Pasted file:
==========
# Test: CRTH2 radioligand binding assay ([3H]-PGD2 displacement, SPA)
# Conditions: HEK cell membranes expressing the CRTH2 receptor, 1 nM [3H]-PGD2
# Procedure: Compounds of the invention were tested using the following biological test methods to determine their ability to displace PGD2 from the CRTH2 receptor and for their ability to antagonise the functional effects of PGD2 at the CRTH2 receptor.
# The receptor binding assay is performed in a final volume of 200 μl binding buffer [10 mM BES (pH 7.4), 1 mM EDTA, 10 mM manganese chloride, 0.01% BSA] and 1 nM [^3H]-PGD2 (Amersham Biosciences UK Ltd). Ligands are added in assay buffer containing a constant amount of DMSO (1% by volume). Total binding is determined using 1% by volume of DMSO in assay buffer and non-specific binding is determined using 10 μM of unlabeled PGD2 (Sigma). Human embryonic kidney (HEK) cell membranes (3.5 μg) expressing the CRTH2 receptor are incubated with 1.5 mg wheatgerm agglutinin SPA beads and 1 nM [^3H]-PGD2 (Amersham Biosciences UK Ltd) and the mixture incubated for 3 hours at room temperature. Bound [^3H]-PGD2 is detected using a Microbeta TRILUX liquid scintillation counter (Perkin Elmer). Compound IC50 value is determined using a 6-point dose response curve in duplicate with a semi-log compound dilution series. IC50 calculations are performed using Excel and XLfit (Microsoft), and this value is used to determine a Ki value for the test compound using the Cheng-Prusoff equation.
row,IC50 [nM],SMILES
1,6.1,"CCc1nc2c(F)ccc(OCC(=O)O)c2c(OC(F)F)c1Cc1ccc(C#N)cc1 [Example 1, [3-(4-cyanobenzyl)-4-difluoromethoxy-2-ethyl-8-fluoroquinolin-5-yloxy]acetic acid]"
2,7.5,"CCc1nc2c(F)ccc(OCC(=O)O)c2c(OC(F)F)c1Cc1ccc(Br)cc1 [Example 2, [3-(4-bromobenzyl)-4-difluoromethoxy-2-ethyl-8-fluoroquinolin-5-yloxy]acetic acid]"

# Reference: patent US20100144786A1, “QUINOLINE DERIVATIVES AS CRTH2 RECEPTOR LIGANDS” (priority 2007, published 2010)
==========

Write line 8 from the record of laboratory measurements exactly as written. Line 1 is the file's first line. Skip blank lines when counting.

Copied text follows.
# Reference: patent US20100144786A1, “QUINOLINE DERIVATIVES AS CRTH2 RECEPTOR LIGANDS” (priority 2007, published 2010)